Wednesday, July 10, 2013

Happy Endings for All

A victory for same sex couples came at the end of June when the Supreme Court struck down the federal Defense of Marriage Act. One major portion of this Act prevented gay and lesbian couples, who were legally married in their home state, from receiving federal recognition for the purpose of receiving federal benefits. The repeal of Section 3 of the Act now affords same sex couples the same federal benefits granted to heterosexual couples. Those benefits include social security benefits for widows/widowers, joint income tax filing, tax deductions for children and immigration protections for binational couples.
However, with the right to marry also comes the right to divorce. Divorcing still remains a complicated matter. The problem lies in the laws of each individual state. If a couple, who married in a state that legally recognizes same sex marriage, is trying to divorce in a state that does not recognize same sex marriage, there is no definite answer yet as to whether the domicile state (the state where the couple resides) will still grant the couple a legal divorce. However, the repeal does provide them a pathway to challenge the state's laws. This all might sound very confusing and it is.  The good news is that the federal government is finally taking a step in the right direction.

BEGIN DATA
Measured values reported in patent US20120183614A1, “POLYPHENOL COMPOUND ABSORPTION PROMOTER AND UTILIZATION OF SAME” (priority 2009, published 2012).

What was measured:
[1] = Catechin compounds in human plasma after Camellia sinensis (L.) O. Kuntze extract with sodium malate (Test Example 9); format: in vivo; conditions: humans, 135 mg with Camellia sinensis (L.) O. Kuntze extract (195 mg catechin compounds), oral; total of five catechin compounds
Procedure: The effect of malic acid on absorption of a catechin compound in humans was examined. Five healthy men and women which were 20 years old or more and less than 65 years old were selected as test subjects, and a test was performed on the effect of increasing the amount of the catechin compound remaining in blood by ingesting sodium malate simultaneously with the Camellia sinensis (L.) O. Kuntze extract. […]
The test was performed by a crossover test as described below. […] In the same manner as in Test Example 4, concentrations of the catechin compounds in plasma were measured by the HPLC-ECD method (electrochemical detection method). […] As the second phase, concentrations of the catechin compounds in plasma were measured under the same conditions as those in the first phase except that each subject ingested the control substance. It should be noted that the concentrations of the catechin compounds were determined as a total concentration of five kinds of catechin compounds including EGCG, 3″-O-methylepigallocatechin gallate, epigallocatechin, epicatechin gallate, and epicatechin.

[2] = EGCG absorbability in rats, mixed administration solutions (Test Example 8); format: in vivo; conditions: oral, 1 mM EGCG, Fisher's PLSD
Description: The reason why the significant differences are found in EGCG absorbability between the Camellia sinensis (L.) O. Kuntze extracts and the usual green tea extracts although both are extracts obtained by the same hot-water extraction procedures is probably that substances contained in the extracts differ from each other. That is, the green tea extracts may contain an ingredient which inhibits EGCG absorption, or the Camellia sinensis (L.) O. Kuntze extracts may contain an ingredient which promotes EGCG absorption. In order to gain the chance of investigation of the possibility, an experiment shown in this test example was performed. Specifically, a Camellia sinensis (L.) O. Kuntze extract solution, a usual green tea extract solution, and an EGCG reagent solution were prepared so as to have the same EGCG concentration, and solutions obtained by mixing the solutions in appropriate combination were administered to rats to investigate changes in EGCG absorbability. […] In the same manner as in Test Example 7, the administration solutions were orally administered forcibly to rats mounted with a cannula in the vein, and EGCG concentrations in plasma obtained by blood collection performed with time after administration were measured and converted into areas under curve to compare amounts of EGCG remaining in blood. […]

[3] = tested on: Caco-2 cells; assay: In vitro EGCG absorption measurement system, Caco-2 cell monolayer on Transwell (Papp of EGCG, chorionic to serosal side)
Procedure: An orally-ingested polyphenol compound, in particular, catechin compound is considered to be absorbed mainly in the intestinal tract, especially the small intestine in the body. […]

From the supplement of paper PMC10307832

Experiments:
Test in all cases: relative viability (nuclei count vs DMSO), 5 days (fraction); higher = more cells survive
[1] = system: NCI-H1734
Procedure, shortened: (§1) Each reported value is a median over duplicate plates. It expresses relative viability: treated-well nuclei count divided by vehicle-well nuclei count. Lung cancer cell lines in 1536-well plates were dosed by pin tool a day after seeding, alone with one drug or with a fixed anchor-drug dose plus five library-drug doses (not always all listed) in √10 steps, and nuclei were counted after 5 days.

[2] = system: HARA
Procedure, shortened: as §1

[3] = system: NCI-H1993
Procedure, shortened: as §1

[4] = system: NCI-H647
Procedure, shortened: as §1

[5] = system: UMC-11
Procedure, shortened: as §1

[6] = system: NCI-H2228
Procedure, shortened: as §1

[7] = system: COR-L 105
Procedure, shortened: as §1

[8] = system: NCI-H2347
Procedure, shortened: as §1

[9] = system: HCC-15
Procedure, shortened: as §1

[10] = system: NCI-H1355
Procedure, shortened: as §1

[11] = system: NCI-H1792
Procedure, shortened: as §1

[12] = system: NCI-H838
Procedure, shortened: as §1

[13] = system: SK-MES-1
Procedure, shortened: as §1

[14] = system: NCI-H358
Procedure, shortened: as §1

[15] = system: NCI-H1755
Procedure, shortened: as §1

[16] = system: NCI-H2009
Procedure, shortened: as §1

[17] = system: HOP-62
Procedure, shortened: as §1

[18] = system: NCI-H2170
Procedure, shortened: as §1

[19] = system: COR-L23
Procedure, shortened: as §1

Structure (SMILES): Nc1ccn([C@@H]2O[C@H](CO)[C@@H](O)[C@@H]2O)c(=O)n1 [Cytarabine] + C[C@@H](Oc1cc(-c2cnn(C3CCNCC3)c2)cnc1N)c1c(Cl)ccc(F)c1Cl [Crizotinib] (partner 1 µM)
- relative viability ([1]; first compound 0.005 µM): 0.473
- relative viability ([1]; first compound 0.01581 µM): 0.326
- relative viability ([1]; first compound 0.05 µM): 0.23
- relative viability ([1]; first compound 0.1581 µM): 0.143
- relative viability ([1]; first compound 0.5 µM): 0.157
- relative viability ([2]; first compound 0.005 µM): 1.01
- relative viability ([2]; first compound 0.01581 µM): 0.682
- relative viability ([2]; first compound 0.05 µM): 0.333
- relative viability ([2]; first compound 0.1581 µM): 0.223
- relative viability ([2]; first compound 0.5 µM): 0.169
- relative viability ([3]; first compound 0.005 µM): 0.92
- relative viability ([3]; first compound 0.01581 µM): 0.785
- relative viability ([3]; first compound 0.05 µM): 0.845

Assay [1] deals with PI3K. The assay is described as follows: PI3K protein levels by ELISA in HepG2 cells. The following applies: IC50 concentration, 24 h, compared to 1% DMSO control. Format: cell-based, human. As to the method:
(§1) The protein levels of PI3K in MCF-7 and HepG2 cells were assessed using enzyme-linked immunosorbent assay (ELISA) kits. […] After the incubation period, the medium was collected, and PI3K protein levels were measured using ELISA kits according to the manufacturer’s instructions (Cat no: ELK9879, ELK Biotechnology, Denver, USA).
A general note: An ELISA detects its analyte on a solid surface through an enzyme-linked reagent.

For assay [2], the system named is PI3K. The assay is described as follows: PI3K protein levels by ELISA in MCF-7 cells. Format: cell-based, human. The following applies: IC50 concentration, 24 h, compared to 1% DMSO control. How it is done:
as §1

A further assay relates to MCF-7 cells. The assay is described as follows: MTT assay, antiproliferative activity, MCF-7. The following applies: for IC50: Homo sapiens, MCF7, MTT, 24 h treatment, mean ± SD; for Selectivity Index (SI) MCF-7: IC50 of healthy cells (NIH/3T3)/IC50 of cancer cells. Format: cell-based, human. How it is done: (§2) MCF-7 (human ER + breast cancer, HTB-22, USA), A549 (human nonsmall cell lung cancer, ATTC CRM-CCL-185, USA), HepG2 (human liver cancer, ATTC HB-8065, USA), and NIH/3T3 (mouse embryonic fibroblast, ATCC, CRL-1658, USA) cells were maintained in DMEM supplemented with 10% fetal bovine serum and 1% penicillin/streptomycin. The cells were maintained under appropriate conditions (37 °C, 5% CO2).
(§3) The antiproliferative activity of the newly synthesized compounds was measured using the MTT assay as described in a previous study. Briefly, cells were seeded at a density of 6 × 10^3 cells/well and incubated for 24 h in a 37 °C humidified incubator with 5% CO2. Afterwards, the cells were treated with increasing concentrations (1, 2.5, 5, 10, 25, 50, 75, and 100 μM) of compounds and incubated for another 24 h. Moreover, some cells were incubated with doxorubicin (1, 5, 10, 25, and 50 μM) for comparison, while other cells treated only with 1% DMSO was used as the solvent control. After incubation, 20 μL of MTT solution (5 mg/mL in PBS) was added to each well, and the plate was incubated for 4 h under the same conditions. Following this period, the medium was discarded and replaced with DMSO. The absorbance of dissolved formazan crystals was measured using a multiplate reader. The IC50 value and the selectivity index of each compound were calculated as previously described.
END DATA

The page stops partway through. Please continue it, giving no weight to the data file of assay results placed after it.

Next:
So, why is this relevant to my blog: Well even as a same sex couple you can still attempt a divorce through a mediation. A family mediator can hash out all of the couple's assets and liabilities and even set up a timesharing schedule for any children. (Any Parenting Plan can be formally filed with the court.) Even if an agreement can't be legally recognized by the court system, it still is a contractual document that the couple can rely on.

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